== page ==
President Recep Tayyip Erdogan ended a six-year rift with Israel and unexpectedly moved to mend ties with Russia, as Turkey attempts to draw a line under diplomatic confrontations that had sapped its economy and left it increasingly isolated in the region.
Erdogan sent a letter to President Vladimir Putin regretting the shooting down of a Russian combat plane in November, an incident that plunged ties between the two countries into crisis. News of the reconciliation effort came hours after Turkey and Israel on Monday agreed to repair relations damaged by a deadly maritime clash in 2010 between Israeli commandos and pro-Palestinian Turkish activists. Turkey formally signed the deal with Israel on Tuesday, according to AHaber television.
The feuds that Turkey set out to end had become intertwined. Talks with gas-rich Israel gained momentum after Turkey downed the Russian jet and Ankara sought to cut its reliance on Russian fuel. In addition to the economic benefits, the twin-track rapprochement may bolster the Turkish government, which has found itself increasingly sidelined amid attempts to end regional conflicts, especially in Syria where Moscow is now the dominant international player.
“We are taking steps to end the crisis and economic cooperation will follow,” Turkish Prime Minister Binali Yildirim told state-run TRT television in an interview late Monday, adding that Erdogan and Putin may speak by phone this week. “We will pretend the last six months never happened and keep going.”
Investors cheered both steps, which pave the way for Israeli gas imports and the lifting of Russian economic sanctions that have been especially damaging for Turkey’s tourism industry. The number of Russian tourists visiting Turkey fell 92 percent in May compared to a year ago, according to official data published Tuesday.
The shares of Israeli and Turkish energy companies advanced on Monday. Turkish Airlines, the nation’s flagship carrier, rose 3.9 percent, regaining some ground from a 20-percent drop this year as Russian trade curbs and a series of attacks by Islamic State militants in Ankara and Istanbul weighed on business.
“Two big foreign policy openings were implemented on a single day,” said Ozdem Sanberk, a former ambassador to London and Brussels and currently the president of International Strategic Research Organization, an Ankara think-tank. “The same incentive is valid for Turkey in both cases: Turkey wants to stop being alone.”
Erdogan’s tough approach toward Israel after the 2010 fall-out won him plaudits in much of the Muslim world. From Egypt to Algeria, the Turkish leader received a hero’s welcome wherever he traveled, but those days are long gone.
His close ally, Mohamed Mursi, was removed from power in Egypt by the military in 2013, and Erdogan saw his foreign policy hit a dead-end in Syria. There, President Bashar al-Assad with Russian military support has taken the upper hand in the country’s civil war, pushing the rebel groups Turkey backs onto the defensive.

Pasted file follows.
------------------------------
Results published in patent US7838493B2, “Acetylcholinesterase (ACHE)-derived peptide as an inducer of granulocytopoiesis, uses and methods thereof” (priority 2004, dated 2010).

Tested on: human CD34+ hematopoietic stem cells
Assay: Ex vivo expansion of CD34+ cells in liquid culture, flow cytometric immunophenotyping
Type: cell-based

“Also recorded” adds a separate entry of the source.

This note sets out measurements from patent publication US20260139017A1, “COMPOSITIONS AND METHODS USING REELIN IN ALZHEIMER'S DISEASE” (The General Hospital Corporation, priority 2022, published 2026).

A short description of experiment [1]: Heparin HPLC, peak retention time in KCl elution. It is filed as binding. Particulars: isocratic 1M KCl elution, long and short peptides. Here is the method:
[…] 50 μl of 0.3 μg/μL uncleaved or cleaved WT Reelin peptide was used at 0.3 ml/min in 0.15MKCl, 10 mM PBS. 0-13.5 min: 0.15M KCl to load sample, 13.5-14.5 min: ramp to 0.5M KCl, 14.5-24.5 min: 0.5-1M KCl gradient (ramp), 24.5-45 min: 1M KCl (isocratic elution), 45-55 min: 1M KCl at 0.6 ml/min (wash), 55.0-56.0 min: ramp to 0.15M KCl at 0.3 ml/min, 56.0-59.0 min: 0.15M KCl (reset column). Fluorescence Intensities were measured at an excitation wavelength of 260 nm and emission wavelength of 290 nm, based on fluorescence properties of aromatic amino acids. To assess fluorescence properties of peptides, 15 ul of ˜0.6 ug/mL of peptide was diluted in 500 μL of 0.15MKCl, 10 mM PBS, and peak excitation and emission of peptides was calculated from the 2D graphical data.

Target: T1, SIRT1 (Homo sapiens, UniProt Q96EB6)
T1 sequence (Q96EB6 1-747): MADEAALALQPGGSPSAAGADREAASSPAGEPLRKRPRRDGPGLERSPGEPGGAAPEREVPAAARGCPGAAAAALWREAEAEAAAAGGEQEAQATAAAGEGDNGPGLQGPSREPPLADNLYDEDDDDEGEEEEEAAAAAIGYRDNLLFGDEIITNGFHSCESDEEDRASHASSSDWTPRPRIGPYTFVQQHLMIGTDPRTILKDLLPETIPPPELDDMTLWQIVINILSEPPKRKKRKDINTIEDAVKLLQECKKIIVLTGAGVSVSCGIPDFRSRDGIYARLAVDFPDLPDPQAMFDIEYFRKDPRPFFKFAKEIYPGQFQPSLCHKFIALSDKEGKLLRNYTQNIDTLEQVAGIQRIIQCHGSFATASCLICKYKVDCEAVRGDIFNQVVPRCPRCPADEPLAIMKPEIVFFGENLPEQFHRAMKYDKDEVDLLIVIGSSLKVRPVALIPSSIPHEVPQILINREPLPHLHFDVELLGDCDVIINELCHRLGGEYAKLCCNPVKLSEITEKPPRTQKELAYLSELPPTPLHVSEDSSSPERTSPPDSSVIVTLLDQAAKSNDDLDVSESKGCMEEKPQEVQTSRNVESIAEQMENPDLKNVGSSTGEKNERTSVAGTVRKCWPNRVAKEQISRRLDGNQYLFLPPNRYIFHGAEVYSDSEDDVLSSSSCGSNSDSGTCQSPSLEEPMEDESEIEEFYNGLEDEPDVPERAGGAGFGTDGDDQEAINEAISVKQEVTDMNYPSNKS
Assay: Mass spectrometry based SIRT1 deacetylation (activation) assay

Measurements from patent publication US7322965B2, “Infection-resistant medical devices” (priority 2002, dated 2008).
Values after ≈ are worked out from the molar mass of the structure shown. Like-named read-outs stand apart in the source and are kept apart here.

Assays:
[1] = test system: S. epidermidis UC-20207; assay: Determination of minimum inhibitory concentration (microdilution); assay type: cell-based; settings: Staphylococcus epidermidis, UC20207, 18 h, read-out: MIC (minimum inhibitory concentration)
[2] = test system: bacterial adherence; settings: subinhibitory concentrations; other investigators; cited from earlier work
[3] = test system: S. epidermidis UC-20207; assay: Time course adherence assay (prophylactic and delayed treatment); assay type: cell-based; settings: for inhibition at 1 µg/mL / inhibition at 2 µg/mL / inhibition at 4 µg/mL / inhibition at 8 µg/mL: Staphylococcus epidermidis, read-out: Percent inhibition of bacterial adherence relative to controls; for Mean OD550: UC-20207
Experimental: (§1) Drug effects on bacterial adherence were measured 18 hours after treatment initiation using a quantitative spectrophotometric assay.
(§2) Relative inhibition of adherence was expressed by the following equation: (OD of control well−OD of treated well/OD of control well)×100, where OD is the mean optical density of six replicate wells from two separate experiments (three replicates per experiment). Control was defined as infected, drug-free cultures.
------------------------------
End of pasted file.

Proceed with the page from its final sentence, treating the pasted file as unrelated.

“There is no obstacle to developing economic relations,” he said. “Our businessmen and investors can pay mutual visits and prepare the ground for normalization. Even visits at the ministerial level may start. We are ready for this without any reservations.”
Trade between Russia and Turkey, which had topped $30 billion annually, plunged after the jet downing. Putin called the attack a “treacherous stab in the back” of Russian forces bombing Islamic State and other militants in Syria and demanded an apology.
The two countries differed in their interpretation of the letter from Erdogan.
“The head of the Turkish state expressed his sympathy and deep condolences to the family of the Russian pilot who was killed, and he said sorry,” Kremlin spokesman Dmitry Peskov told reporters on a conference call Monday. A statement from the Turkish presidential office didn’t refer to Erdogan’s remarks as an apology, while saying that Turkey and Russia agreed to take necessary steps without delay to improve bilateral relations. It cited Erdogan as saying to the family of the Russian pilot that “I share their pain and offer my condolences to them. May they excuse us.”
“Apology or not, Turkey relayed its regrets and Russians took it as an apology. The step that Russia was waiting for was taken,” Sanberk said. “The first thing Russia will expect from Turkey is a change in its Syrian policy,” he said. “Russia wants to be a main play-maker in the Middle East along with the U.S. Turkish Russian ties will improve to the extent Turkey doesn’t stand in the way of Russian demands.”
Turkey is ready to pay compensation for the death of the Russian pilot if needed, Yildirim said.
Turkey was once Israel’s closest Muslim ally, their partnership based on strong military and economic ties. Relations began to fray after Erdogan took power in Turkey in 2003 at the head of an Islamist-oriented government, and his rancorous criticism of Israel’s 2008 Gaza Strip incursion created serious strains.
Diplomatic ties were severed after the 2010 confrontation at sea, which led to the deaths of 10 Turks. Israeli Prime Minister Benjamin Netanyahu apologized at the urging of visiting President Barack Obama in 2013, but that didn’t blossom into reconciliation. It took Turkey’s confrontation with Russia to turn the tide.